Los Angeles Times' Scores

For 8,105 reviews, this publication has graded:
  • 59% higher than the average critic
  • 4% same as the average critic
  • 37% lower than the average critic
On average, this publication grades 0.3 points lower than other critics. (0-100 point scale)
Average Movie review score: 61
Highest review score: 100 Mad Max Beyond Thunderdome
Lowest review score: 0 Nothing Like the Holidays
Score distribution:
8,105 movie reviews
    • 68 Metascore
    • 50 Critic Score
    Much of its strength resides in the way it eschews narrative contrivance. The movie observes behavior without explaining or judging it.
  1. All three actors turn in solid, committed performances despite physically limiting surroundings, even as you're left with the inescapable feeling that this raft has sailed.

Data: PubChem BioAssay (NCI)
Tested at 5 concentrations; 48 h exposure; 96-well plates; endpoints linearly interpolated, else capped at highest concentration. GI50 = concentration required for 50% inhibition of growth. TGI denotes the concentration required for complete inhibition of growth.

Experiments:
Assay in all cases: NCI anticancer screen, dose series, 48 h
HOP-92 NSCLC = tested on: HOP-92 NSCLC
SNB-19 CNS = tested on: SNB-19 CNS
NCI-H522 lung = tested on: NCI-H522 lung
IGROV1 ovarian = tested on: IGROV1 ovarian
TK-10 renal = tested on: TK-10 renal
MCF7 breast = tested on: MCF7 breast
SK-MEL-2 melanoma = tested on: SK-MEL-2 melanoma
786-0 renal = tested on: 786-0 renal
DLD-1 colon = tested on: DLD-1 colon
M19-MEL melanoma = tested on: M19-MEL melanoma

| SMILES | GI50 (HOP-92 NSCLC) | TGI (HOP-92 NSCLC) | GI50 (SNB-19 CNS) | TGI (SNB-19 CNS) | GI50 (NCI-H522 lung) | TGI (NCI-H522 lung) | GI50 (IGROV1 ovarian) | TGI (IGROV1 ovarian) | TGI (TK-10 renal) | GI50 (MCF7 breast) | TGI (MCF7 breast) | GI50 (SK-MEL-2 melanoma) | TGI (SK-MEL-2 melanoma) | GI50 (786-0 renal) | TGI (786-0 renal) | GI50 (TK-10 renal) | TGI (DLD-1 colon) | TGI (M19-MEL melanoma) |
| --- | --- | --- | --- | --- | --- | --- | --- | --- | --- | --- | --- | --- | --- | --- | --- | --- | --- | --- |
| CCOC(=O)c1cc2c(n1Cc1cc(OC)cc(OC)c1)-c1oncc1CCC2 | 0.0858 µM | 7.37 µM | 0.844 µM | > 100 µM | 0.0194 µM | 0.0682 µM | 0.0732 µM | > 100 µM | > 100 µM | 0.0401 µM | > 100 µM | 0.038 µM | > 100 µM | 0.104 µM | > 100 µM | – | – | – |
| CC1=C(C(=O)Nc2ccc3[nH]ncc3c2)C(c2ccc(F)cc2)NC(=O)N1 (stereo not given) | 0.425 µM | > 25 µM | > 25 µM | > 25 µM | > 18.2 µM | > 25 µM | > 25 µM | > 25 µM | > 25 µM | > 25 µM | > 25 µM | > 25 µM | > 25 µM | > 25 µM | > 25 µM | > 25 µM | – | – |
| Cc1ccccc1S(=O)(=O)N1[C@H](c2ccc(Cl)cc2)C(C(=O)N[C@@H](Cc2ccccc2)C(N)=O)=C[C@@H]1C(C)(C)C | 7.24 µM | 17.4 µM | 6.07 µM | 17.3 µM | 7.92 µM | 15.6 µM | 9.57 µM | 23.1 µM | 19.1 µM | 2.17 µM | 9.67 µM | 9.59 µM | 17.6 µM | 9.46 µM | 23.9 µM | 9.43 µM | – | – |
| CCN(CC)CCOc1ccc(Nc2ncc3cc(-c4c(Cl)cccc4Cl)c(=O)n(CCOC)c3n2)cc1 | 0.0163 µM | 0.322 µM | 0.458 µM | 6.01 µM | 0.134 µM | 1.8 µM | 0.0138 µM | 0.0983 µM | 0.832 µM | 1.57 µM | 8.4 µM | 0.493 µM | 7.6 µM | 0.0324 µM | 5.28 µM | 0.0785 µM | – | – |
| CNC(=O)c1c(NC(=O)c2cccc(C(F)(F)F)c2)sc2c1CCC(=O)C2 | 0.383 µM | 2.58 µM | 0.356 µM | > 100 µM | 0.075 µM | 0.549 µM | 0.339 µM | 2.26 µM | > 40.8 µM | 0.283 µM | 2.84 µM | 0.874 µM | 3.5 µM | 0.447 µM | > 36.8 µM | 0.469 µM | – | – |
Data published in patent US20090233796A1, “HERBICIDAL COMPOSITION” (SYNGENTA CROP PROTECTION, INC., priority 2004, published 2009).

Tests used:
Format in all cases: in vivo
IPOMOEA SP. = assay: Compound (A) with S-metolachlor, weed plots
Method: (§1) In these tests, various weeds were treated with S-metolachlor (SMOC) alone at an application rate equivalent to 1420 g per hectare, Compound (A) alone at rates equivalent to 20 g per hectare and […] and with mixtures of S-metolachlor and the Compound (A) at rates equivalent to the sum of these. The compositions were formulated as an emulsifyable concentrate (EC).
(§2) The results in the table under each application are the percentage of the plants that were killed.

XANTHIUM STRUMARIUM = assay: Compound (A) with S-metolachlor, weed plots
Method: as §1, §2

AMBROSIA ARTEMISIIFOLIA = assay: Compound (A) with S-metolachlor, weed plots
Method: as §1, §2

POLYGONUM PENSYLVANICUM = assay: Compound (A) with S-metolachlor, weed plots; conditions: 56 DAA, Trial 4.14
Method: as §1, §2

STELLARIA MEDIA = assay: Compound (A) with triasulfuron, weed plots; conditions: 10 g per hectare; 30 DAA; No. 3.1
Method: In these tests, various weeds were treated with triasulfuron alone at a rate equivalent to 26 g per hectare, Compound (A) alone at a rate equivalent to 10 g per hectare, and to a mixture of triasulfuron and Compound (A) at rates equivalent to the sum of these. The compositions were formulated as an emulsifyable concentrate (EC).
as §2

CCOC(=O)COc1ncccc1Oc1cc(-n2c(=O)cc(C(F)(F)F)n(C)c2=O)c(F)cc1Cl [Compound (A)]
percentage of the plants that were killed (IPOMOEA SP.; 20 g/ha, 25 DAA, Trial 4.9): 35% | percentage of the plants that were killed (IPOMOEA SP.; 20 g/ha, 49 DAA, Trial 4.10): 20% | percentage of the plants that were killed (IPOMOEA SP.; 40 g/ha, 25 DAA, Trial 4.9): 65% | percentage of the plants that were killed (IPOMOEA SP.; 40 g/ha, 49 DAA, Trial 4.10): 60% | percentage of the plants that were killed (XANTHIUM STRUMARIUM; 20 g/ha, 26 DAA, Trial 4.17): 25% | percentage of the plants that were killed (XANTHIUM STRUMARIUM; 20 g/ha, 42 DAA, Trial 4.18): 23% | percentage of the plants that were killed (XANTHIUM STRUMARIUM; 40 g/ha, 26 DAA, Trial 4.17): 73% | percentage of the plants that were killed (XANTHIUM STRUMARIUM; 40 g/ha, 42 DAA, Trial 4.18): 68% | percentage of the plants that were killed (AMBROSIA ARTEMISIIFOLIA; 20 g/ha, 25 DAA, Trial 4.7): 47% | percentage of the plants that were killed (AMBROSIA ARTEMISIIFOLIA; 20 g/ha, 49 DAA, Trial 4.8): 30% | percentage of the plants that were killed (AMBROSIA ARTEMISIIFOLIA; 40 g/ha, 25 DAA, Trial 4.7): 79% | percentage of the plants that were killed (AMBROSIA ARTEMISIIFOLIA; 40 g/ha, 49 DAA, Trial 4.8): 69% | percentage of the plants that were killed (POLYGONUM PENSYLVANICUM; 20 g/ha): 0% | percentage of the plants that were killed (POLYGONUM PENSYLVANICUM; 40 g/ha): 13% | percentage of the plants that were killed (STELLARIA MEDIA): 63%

2. Defiance has some genuine strengths but also some weaker elements, and these opposing traits battle it out kind of the way the contentious Bielskis fought not only the Germans but each other.
  3. Fans, go be with your people. Others, approach cautiously.
  4. This is a disappointing turn coming from Phillips, particularly since "The Hangover" was such a fresh, bracing brew of black comic fun.
  5. Decidedly a minor item that's been on the shelf for a while but is nonetheless an effective calling card for its writer-director-star.
  6. This third installment of the popular series about fast cars and the posturing boys who love them is best viewed as an energetic cartoon, an unintentionally amusing, head-shaking guilty pleasure that will divert those not in the mood for anything more profound than gleaming metal and preening women.
  7. Van Peebles' persona and sensibility remain engaging, as do his way with his beguiling score and songs, but his film desperately needs tightening to eliminate tedious moments, especially in the African sequence.
  8. In Prince Dastan, he (Gyllenhaal) is supposed to be that heady mix of street smarts, roguish charm and barroom moxie with the noble heart of a lion underneath. It's a lot to ask and turns out to be something more than he can deliver.